Sunday, 24 March 2013

Today's Date in Old Mandarin, Middle Mongolian, Manchu, Jurchen, Khitan, Khitan and Tangut

Last month I had the idea to celebrate the Chinese New Year by creating a javascript-based calendar for the traditional Chinese lunisolar calendar, but with the calendrical data presented in the Manchu language and script rather than in Chinese. My first step was to borrow some code from the internet (in fact the code that displays the Chinese calendar date at the top right of this page), but after a week spent rewriting and testing it I came to realise that it did not work very well, so I decided it was best to write the code myself from scratch. Rather than try to dynamically calculate the data as some implementations do (far too complicated for me), I chose to use a table-based implementation covering 200 years from 1901 to 2100 inclusively. The result is that the javascript file is quite large, but the code is quite simple, and it should be easy to extend the date ranges if required. I have released the javascript code (calendar.js) under a CC BY-SA 3.0 license.

Over the past few weeks I have written a set of seven pages that utilise this javascript code to display today's date (or any selected date between 1901 and 2100) according to the Chinese lunisolar calendar in Old Mandarin (Phags-pa script), Middle Mongolian (Phags-pa script), Manchu (Manchu script), Jurchen (Jurchen script), Khitan (Khitan Large Script), Khitan (Khitan Small Script), and Tangut (Tangut script) :


Several people have asked for an explantion of calendrical data provided on the above pages and/or further information about the calendrical terms in the various languages and scripts used, and this blog post is an attempt to answer such questions. I am by no means an expert on the Chinese calendar, so I won't go into too much technical detail about calendrical calculations, but I attempt to provide the minimum information necessary to understand the data provided on my "Today's Date in ..." pages.




Chinese Lunisolar Calendar

Each of my "Today's Date in ..." pages provides some or all of the following information for the selected date :

  • Lunar date, consisting of the day of the lunar month, lunar month, and cyclical year;
  • Solar term if the day falls on one of the 24 solar terms;
  • Cyclical year, cyclical month, cyclical day, and cyclical hour.

The data for my javascript calendar is derived from the Gregorian-Lunar Calendar Conversion Tables for 1901–2100 provided by the Hong Kong Observatory, as well as the Chinese Calendar, Calendar Converter, Chinese Lunar Calendar pages on the China the Beautiful site. These sources use the official calendrical data calculated using Chinese standard time at a longitude of 120°E, which very occasionally differs from the calculations of the traditional Wannian 萬年 calendars (the lunar dates of August 9th/10th 1953, September 2nd/3rd 1978, and August 1st/2nd 1989 vary between the two calendars).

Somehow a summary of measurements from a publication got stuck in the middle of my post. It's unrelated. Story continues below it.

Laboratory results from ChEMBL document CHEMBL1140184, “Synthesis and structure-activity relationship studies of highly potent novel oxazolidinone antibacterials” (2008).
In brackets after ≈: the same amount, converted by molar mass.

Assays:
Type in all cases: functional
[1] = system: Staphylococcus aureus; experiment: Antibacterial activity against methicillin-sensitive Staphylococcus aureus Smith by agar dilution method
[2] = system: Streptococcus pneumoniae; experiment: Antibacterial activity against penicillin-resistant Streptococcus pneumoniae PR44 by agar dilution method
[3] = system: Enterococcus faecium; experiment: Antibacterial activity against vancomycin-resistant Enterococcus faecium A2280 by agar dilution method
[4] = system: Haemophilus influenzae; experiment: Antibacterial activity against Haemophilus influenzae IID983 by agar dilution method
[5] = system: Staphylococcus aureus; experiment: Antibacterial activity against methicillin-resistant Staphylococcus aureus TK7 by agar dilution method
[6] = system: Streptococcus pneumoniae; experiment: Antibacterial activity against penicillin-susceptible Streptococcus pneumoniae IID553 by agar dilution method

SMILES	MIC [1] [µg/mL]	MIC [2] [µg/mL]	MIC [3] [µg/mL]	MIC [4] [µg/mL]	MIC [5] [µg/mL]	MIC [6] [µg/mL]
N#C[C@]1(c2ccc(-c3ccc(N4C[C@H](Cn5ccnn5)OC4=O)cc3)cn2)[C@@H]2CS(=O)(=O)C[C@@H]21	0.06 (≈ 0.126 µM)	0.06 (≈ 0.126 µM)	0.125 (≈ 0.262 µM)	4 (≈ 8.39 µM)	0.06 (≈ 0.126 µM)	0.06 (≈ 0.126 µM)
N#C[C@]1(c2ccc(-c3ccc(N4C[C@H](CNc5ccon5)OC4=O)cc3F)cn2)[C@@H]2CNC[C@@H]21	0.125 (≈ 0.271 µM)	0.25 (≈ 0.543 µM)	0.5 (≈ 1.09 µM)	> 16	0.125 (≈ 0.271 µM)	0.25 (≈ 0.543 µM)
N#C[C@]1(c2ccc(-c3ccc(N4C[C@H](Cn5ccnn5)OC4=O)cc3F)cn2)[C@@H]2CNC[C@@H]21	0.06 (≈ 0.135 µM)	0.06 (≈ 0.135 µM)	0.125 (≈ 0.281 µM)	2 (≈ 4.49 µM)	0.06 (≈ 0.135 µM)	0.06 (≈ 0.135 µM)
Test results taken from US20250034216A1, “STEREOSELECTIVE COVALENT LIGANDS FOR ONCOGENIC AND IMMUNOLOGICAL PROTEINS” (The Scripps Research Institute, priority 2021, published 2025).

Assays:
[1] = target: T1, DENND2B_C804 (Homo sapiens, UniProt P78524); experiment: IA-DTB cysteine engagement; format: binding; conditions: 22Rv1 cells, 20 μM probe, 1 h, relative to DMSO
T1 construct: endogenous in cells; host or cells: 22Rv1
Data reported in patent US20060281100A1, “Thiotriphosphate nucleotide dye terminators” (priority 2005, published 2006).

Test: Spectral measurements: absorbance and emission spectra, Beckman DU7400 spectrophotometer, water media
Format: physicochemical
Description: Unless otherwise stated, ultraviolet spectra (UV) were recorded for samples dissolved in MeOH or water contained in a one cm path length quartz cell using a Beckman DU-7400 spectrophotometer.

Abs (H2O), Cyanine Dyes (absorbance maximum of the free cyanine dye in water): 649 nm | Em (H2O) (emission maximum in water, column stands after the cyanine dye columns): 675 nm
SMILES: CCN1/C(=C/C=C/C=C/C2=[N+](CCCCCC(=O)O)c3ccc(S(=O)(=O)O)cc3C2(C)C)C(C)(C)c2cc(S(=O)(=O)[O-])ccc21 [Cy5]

Lunar Date

Chinese lunar months start on the day of a new moon, and last for 29 or 30 days. The first lunar month starts on the day of the second new moon after the winter solstice, and occurs between January 21 and February 20 inclusively in the 200 years from 1901 to 2100 covered by my javascript calendar. There are normally twelve lunar months in a year, named as the 1st through 12th month. As a lunar cycle is about 29.53 days long and a solar year lasts about 365.2425 days, an intercalary month is inserted every two or three years (approximately seven times every 19 years). When an intercalary month is added, it is the first lunar month of the year that does not contain a midpoint solar term (see Table 4), and it is named after the preceding month (e.g. an intercalary month inserted after the 5th month is called the "intercalary 5th month"). The intercalary month is almost always inserted after one of the 2nd through 8th months, but may very rarely occur after another month. The names of the months and days in the various languages of my javascript calendar pages are listed in Table 2 and Table 3 respectively.


Table 1: Calendrical Terms

English Chinese Old Mandarin Middle Mongolian Classical Mongolian Manchu Jurchen Large
Khitan
Small
Khitan
Tangut
year nián ꡋꡠꡋ nen ꡆꡞꡙ ǰil ᠵᠢᠯ ǰil ᠠᠨᡳᠶᠠ aniya ania ai kjiw
month yuè ꡝꡧꡦ ʼwė ꡕ ꡘ za ra ᠰᠠᠷ᠎ᠠ sara ᠪᡳᠶᠠ biya bia   lhjị
day ꡔꡞ ži ꡢꡡ ꡋꡡꡢ qo noq ᠬᠣᠨᠣᠭ qonoɣ ᡳᠨᡝᠩᡤᡳ inenggi inəŋgi   njɨ̱
hour shí ꡚꡞ ši ꡅꡢ čʽaq ᠴᠠᠭ čaɣ ᡝᡵᡳᠨ erin fo po zjọ

Table 2: Lunar Month Names

Month Chinese Old Mandarin Middle Mongolian Classical Mongolian Manchu Jurchen Large
Khitan
Small
Khitan
Tangut
1st
zhèng
yuè
ꡆꡞꡃ ꡝꡧꡦ ǰiŋ
ʼwė
ꡢ ꡎꡟ ꡘꡟꡋ ꡉꡦ ꡘꡞ ꡖꡟꡋ ꡕ ꡘ qa bu run tʽė ri ·un za ra ᠬᠠᠪᠤᠷ ᠤᠨ ᠲᠡᠷᠢᠭᠦᠨ ᠰᠠᠷ᠎ᠠ qabur-un terigün sara ᠠᠨᡳᠶᠠ ᠪᡳᠶᠠ aniya
biya

nienie
bia


nai (HEAD)
MONTH

tśjow
lhjị
2nd
èr
yuè
ꡔꡞ ꡝꡧꡦ ži
ʼwė
ꡢ ꡎꡟ ꡘꡟꡋ ꡊꡟꡏ ꡊ ꡊꡟ ꡕ ꡘ qa bu run dum da du za ra ᠬᠠᠪᠤᠷ ᠤᠨ ᠳᠤᠮᠳᠠᠳᠤ ᠰᠠᠷ᠎ᠠ qabur-un dumdadu sara ᠵᡠᠸᡝ ᠪᡳᠶᠠ juwe
biya

dʒo
bia


TWO
MONTH

njɨ̱
lhjị
3rd
sān
yuè
ꡛꡏ ꡝꡧꡦ sam
ʼwė
ꡢ ꡎꡟ ꡘꡟꡋ ꡜꡦ ꡅꡟꡛ ꡕ ꡘ qa bu run hė čʽus za ra ᠬᠠᠪᠤᠷ ᠤᠨ ᠡᠴᠦᠰ ᠰᠠᠷ᠎ᠠ qabur-un ečüs sara ᡳᠯᠠᠨ ᠪᡳᠶᠠ ilan
biya

ilan
bia


THREE
MONTH

sọ
lhjị
4th

yuè
ꡛꡜꡞ ꡝꡧꡦ shi
ʼwė
ꡆꡟ ꡋꡟ ꡉꡦ ꡘꡞ ꡖꡟꡋ ꡕ ꡘ ǰu nu tʽė ri ·un za ra ᠵᠤᠨ ᠤ ᠲᠡᠷᠢᠭᠦᠨ ᠰᠠᠷ᠎ᠠ ǰun-u terigün sara ᡩᡠᡳ᠌ᠨ ᠪᡳᠶᠠ duin
biya

duin
bia


FOUR
MONTH

ljɨr
lhjị
5th

yuè
ꡟ ꡝꡧꡦ u
ʼwė
ꡆꡟ ꡋꡟ ꡊꡟꡏ ꡊ ꡊꡟ ꡕ ꡘ ǰu nu dum da du za ra ᠵᠤᠨ ᠤ ᠳᠤᠮᠳᠠᠳᠤ ᠰᠠᠷ᠎ᠠ ǰun-u dumdadu sara ᠰᡠᠨᠵᠠ ᠪᡳᠶᠠ sunja
biya

ʃundʒa
bia


FIVE
MONTH

ŋwə
lhjị
6th
liù
yuè
ꡙꡦꡟ ꡝꡧꡦ lėu
ʼwė
ꡆꡟ ꡋꡟ ꡜꡦ ꡅꡟꡛ ꡕ ꡘ ǰu nu hė čʽus za ra ᠵᠤᠨ ᠤ ᠡᠴᠦᠰ ᠰᠠᠷ᠎ᠠ ǰun-u ečüs sara ᠨᡳᠩᡤᡠᠨ ᠪᡳᠶᠠ ninggun
biya

niŋgu
bia


SIX
MONTH

tśhjiw